Jump to content
Marketing Checkpoint

Tell a Story ... Make a Sale

Recommended Posts

We live in an age of change. That change seems to be focused in part on making everything happen faster. We eat fast food, drive fast cars, and consume information at a record pace.




Nowhere are these changes more evident than the Internet. In the time it would take to make one phone call, we can dash off an email to a thousand (or 100,000) prospects.




But when it comes to selling, is faster better? I submit that it is NOT better. In fact, I submit that it hurts our selling efforts. Here's why.




We've know for a very long time that people buy based on emotion and justify their purchase with logic. That being true, it follows that we must spend enough TIME with the prospect for he or she to develop and feel those emotions before they buy, right?




Yet our websites (and other communications) far too often fall into a "just the facts" status. We tell the prospect what we offer, we write concise bulleted lists, we lay out what we do with surgical precision. No fact left unstated.




But in so doing we forget to included the romance. We forget the emotion that will cause prospects to become clients and clients to become advocates.




We forget the manager who landed that key account by sending a unique gift. The father who saved time by using our services and used that time to attend a Little League game. The realtor who became #1 by using what we do to stand out in a crowded field.




We forget to tell them what they really want to hear... what's in if for THEM!




Today I'm going to give you a secret formula to inject your selling materials with the emotions that will stir people to action. When you finish this article, review your selling materials to see how they stack up. Then inject them with the words that cause people to buy AND the power stories that illustrate your point.



Here's what I believe about people. People don't buy things, they buy what the things will do for them.




If you have known me for more than 15 minutes, you know that I'm a believer in the strength of a "Power Story". I teach it in my books, I've preached it on the phone and in chat rooms. I BELIEVE in power stories. Want to know why I believe in them?




They work.




Let's put them to work for you by looking at three key factors.




Why Tell A Story?




People love to hear a story. They love to imagine themselves in different situations. Look at car ads on TV. Ever notice how ads for Lexus show people going out to dinner, or enjoying a Sunday afternoon drive? Ah, the good life.




Ever see an ad for a Lexus going off road or climbing a mountain? No. The reason is that Lexus knows their audience and what their audience wants... luxury. They tell the story of people enjoying that luxury knowing that people will insert themselves in the story if they want luxury too.




HOT TIP: Here's an inside tip about why stories work. Generally, people HATE to be the first to do anything. That's why it's so hard for a new business to get customers.




When you use a 'power story' you take the risk out of the equation for the prospect. They can see that others in similar situations bought from you and it turned out well. They relax and can buy from you with confidence.




Now for the key questions.




What do YOUR prospects want?




What story are you telling them?




Where Do I Get Stories To Tell?




Getting stories is easy. People love to help others and are flattered when we ask. Here are three quick steps that will help.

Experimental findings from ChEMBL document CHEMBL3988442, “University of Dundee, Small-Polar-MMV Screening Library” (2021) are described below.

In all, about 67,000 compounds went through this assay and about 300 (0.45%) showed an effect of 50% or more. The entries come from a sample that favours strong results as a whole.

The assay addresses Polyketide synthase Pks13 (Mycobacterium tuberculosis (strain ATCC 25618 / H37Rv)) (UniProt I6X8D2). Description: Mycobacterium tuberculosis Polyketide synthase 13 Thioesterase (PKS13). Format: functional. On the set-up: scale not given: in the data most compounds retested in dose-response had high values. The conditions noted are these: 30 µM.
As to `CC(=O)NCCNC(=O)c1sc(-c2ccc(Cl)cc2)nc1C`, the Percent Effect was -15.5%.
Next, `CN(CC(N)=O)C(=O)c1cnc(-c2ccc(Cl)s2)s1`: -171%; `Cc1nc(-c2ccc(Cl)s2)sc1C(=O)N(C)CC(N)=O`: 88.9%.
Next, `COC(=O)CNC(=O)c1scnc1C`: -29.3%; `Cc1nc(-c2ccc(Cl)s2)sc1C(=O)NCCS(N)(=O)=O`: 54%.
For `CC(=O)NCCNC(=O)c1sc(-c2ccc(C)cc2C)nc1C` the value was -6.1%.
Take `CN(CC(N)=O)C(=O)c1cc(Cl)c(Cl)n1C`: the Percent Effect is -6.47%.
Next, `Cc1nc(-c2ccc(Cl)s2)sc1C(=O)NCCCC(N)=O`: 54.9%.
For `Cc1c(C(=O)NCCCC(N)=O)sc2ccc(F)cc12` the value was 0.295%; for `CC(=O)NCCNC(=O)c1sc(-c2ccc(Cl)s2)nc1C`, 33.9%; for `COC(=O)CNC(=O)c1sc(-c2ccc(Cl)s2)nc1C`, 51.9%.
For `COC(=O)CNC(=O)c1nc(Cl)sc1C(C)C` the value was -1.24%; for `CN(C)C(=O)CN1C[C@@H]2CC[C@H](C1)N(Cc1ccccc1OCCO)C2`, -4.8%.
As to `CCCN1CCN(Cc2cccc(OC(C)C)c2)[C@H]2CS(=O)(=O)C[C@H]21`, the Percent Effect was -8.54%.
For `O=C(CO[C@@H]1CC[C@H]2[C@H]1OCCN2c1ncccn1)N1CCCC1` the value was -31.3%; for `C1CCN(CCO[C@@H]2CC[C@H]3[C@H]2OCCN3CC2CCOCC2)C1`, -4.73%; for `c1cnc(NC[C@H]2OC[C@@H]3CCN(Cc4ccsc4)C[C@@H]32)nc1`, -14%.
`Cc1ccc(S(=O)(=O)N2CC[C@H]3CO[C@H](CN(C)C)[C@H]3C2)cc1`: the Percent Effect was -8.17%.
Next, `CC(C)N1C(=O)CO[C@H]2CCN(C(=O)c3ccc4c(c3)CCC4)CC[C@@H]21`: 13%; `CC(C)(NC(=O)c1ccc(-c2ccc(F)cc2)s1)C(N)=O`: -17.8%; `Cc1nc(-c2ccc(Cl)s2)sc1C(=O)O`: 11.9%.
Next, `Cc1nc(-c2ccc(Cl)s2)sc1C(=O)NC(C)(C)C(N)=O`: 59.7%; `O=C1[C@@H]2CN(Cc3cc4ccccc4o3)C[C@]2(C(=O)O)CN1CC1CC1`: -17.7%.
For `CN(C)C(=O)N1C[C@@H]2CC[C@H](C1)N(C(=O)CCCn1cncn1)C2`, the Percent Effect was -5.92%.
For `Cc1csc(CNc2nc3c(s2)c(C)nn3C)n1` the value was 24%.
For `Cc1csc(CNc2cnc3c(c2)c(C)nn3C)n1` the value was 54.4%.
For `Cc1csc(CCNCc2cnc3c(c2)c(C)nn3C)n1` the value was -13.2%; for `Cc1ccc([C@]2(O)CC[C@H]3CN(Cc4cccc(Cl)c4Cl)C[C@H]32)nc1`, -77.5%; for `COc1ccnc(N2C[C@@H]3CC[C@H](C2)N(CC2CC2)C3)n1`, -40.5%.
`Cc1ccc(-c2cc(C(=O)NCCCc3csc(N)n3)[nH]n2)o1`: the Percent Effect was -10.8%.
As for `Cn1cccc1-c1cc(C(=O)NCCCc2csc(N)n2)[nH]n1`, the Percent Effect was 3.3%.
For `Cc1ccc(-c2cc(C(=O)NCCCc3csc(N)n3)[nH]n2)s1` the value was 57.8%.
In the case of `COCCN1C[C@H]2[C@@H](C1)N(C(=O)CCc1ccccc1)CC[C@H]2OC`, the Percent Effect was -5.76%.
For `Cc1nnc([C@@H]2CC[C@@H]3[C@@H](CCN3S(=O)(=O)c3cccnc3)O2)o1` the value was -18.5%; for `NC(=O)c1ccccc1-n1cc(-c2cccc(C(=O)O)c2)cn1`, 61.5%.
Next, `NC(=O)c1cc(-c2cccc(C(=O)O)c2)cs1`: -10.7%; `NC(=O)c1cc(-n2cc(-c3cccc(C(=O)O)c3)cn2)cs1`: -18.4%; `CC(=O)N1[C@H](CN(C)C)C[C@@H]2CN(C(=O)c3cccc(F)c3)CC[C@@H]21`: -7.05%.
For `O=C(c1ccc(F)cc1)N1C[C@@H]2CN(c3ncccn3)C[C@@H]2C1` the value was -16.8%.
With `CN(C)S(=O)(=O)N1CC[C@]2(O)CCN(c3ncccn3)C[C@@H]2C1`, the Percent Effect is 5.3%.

1. Make a list of your top twenty customers. Contact them, let them know you need their help, and ask how your product or service has made their life better.




2. Categorize their responses. Some will have saved money, others time, maybe they landed a big account or won over a hard to convince buyer. Try to stay with five categories or less.




3. Write out a story about each person who gives you material with a strong emphasis on the benefit the customer is receiving. Type them out as if it was an interview. Now you have material for your newsletter, web site ... anywhere you use power stories.




When Do I Use a Story?




Power stories can be used in every step of the sale, but their real power is in overcoming objections. When people read your web copy, your newsletter or even listen to you speak, they are asking themselves "will it work for me?" Answer that question before it's asked by including power stories.




A great place to use power stories is on your web site. After you finish making an important point about a product and it's benefit, finish with a power story of someone who actually received that benefit.




Now It's Your Turn




Now take the next step and paint a compelling word picture that causes them to see themselves enjoying the benefit of what you have to offer.




Remember, people buy benefits, they buy what's in it for them. Gather your power stories, re-arrange your selling materials as needed and ignite the fire that compels people to buy.




When you do THIS, the world will beat a path to your site!

Rudi Vanhaecke
Bronze Team Leader SFI
Inrernet Marketing Professional



Waterstraat 59
8730 Beernem

Mobile: +32496292333
Phone: +3250791910
Skype: rudi.vanhaecke



Link to comment
Share on other sites

Join the conversation

You can post now and register later. If you have an account, sign in now to post with your account.

Reply to this topic...

×   Pasted as rich text.   Paste as plain text instead

  Only 75 emoji are allowed.

×   Your link has been automatically embedded.   Display as a link instead

×   Your previous content has been restored.   Clear editor

×   You cannot paste images directly. Upload or insert images from URL.

  • Create New...